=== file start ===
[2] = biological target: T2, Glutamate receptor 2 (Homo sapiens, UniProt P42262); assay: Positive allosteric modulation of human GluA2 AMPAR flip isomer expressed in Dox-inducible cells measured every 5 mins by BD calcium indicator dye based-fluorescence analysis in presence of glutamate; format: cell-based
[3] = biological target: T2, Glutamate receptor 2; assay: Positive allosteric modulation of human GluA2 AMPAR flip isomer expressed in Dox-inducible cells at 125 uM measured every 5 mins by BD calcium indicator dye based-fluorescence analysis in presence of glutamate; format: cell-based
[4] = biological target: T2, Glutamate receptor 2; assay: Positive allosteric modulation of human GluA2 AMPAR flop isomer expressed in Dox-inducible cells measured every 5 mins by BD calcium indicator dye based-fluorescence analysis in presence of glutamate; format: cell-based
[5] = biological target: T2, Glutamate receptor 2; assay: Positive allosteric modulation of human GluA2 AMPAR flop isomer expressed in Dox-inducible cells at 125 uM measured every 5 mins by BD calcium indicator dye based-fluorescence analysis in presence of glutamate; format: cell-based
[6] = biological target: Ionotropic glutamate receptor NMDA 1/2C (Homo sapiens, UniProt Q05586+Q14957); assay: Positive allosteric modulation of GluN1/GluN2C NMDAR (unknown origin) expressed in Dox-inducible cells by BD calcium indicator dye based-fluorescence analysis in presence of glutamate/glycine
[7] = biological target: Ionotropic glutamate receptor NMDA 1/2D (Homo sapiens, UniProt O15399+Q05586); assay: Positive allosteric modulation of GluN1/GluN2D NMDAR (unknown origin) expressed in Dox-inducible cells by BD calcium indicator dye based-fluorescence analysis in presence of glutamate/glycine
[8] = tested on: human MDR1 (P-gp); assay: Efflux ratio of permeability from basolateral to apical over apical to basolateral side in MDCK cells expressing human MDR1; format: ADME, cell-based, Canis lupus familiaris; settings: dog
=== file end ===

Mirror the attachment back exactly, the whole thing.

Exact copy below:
[2] = biological target: T2, Glutamate receptor 2 (Homo sapiens, UniProt P42262); assay: Positive allosteric modulation of human GluA2 AMPAR flip isomer expressed in Dox-inducible cells measured every 5 mins by BD calcium indicator dye based-fluorescence analysis in presence of glutamate; format: cell-based
[3] = biological target: T2, Glutamate receptor 2; assay: Positive allosteric modulation of human GluA2 AMPAR flip isomer expressed in Dox-inducible cells at 125 uM measured every 5 mins by BD calcium indicator dye based-fluorescence analysis in presence of glutamate; format: cell-based
[4] = biological target: T2, Glutamate receptor 2; assay: Positive allosteric modulation of human GluA2 AMPAR flop isomer expressed in Dox-inducible cells measured every 5 mins by BD calcium indicator dye based-fluorescence analysis in presence of glutamate; format: cell-based
[5] = biological target: T2, Glutamate receptor 2; assay: Positive allosteric modulation of human GluA2 AMPAR flop isomer expressed in Dox-inducible cells at 125 uM measured every 5 mins by BD calcium indicator dye based-fluorescence analysis in presence of glutamate; format: cell-based
[6] = biological target: Ionotropic glutamate receptor NMDA 1/2C (Homo sapiens, UniProt Q05586+Q14957); assay: Positive allosteric modulation of GluN1/GluN2C NMDAR (unknown origin) expressed in Dox-inducible cells by BD calcium indicator dye based-fluorescence analysis in presence of glutamate/glycine
[7] = biological target: Ionotropic glutamate receptor NMDA 1/2D (Homo sapiens, UniProt O15399+Q05586); assay: Positive allosteric modulation of GluN1/GluN2D NMDAR (unknown origin) expressed in Dox-inducible cells by BD calcium indicator dye based-fluorescence analysis in presence of glutamate/glycine
[8] = tested on: human MDR1 (P-gp); assay: Efflux ratio of permeability from basolateral to apical over apical to basolateral side in MDCK cells expressing human MDR1; format: ADME, cell-based, Canis lupus familiaris; settings: dog